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Using the following function:

function is_closure($t) { return ( !is_string($t) && is_callable($t)); }

Can this return true for anything else, than an anonymous closure function? If so, what would be the correct way to determine, if a variable is a closure?

Many thanks

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Objects are also callable if they implement __invoke. – mario Aug 18 '11 at 1:46
up vote 31 down vote accepted

The most deterministic way to check if a callback is an actual closure is:

function is_closure($t) {
    return is_object($t) && ($t instanceof Closure);
}

All anonymous functions are represented as objects of the type Closure in PHP. (Which, coming back to above comment, happen to implement the __invoke() method.)

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Something that tripped me up for a minute or two ... If your code is namespaced, make sure to escape \Closure to get back to global namespace. – Jim Oct 29 '14 at 4:00
1  
You don't need to do is_object($t), doing instanceof for a non-object will always return false. – Jasny - Arnold Daniels Dec 22 '15 at 0:25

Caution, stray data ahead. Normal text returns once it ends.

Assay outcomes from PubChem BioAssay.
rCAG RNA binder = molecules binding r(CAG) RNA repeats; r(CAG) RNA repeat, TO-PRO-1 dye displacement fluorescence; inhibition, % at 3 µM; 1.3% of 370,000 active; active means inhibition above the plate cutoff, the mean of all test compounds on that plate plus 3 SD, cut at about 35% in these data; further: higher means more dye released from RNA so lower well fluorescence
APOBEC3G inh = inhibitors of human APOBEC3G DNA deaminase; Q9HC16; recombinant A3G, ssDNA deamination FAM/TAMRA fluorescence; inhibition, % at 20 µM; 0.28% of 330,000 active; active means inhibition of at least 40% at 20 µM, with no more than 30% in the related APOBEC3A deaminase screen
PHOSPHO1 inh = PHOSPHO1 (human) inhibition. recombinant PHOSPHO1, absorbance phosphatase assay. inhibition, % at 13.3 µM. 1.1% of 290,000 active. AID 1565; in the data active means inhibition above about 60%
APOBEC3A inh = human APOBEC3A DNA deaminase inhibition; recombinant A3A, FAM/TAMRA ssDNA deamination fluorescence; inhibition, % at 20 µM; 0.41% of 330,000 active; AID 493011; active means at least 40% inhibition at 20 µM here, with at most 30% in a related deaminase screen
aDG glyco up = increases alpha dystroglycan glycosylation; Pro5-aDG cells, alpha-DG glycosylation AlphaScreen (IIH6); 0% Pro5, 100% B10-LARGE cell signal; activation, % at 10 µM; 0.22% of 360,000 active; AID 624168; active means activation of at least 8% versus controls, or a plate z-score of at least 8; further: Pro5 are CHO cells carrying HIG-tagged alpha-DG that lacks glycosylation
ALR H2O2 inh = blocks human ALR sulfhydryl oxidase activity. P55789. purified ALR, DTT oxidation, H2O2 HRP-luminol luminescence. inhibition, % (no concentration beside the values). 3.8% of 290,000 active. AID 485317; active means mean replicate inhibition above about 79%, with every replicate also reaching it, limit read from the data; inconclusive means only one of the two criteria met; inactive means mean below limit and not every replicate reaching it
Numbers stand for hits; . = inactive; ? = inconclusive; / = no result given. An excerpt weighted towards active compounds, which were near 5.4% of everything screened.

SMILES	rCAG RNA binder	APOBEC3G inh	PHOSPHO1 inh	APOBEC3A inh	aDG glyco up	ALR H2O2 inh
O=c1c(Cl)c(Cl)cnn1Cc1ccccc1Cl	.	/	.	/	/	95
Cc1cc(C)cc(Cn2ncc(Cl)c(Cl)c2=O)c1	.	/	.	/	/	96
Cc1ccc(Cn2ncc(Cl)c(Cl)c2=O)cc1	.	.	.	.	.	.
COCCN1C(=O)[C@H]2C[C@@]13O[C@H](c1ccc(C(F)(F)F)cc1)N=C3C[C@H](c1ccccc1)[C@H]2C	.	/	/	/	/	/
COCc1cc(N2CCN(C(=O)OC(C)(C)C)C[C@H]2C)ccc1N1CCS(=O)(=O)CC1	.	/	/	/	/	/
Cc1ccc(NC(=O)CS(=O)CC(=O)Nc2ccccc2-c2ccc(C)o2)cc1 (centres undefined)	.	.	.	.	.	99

I think you can use instanceof Closure though the manual states this should not be relied upon. I guess it works for now.

Anonymous functions are currently implemented using the Closure class. This is an implementation detail and should not be relied upon.

Update The Closure manual page has updated its guidance on this. It appears that this behaviour can now be relied upon.

Anonymous functions, implemented in PHP 5.3, yield objects of this type. This fact used to be considered an implementation detail, but it can now be relied upon.

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@mario beat me to it but I'll leave this here for the extra information (unless mario wants to merge this in with his answer) – Phil Aug 18 '11 at 1:57

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